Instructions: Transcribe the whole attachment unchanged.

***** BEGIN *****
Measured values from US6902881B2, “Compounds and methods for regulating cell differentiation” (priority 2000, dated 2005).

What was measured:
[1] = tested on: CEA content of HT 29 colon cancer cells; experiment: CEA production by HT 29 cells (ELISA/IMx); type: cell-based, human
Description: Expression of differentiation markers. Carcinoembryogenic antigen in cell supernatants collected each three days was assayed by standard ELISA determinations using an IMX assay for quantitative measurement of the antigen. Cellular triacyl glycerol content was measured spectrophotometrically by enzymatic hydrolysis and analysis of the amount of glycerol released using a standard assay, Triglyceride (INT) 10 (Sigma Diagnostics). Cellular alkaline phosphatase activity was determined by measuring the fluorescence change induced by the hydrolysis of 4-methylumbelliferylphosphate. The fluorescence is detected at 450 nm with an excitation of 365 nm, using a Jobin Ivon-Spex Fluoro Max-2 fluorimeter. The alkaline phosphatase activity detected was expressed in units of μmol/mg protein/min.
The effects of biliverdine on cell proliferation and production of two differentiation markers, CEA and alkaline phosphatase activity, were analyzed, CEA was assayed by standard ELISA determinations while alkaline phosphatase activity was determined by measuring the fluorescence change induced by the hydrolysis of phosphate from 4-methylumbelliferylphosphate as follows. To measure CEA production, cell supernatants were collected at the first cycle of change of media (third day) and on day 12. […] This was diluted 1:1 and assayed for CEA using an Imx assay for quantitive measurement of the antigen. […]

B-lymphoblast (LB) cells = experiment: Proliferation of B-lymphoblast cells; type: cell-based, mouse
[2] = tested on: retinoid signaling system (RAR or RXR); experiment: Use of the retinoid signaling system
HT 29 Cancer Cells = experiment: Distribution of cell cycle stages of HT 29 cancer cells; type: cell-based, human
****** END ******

Measured values from US6902881B2, “Compounds and methods for regulating cell differentiation” (priority 2000, dated 2005).

What was measured:
[1] = tested on: CEA content of HT 29 colon cancer cells; experiment: CEA production by HT 29 cells (ELISA/IMx); type: cell-based, human
Description: Expression of differentiation markers. Carcinoembryogenic antigen in cell supernatants collected each three days was assayed by standard ELISA determinations using an IMX assay for quantitative measurement of the antigen. Cellular triacyl glycerol content was measured spectrophotometrically by enzymatic hydrolysis and analysis of the amount of glycerol released using a standard assay, Triglyceride (INT) 10 (Sigma Diagnostics). Cellular alkaline phosphatase activity was determined by measuring the fluorescence change induced by the hydrolysis of 4-methylumbelliferylphosphate. The fluorescence is detected at 450 nm with an excitation of 365 nm, using a Jobin Ivon-Spex Fluoro Max-2 fluorimeter. The alkaline phosphatase activity detected was expressed in units of μmol/mg protein/min.
The effects of biliverdine on cell proliferation and production of two differentiation markers, CEA and alkaline phosphatase activity, were analyzed, CEA was assayed by standard ELISA determinations while alkaline phosphatase activity was determined by measuring the fluorescence change induced by the hydrolysis of phosphate from 4-methylumbelliferylphosphate as follows. To measure CEA production, cell supernatants were collected at the first cycle of change of media (third day) and on day 12. […] This was diluted 1:1 and assayed for CEA using an Imx assay for quantitive measurement of the antigen. […]

B-lymphoblast (LB) cells = experiment: Proliferation of B-lymphoblast cells; type: cell-based, mouse
[2] = tested on: retinoid signaling system (RAR or RXR); experiment: Use of the retinoid signaling system
HT 29 Cancer Cells = experiment: Distribution of cell cycle stages of HT 29 cancer cells; type: cell-based, human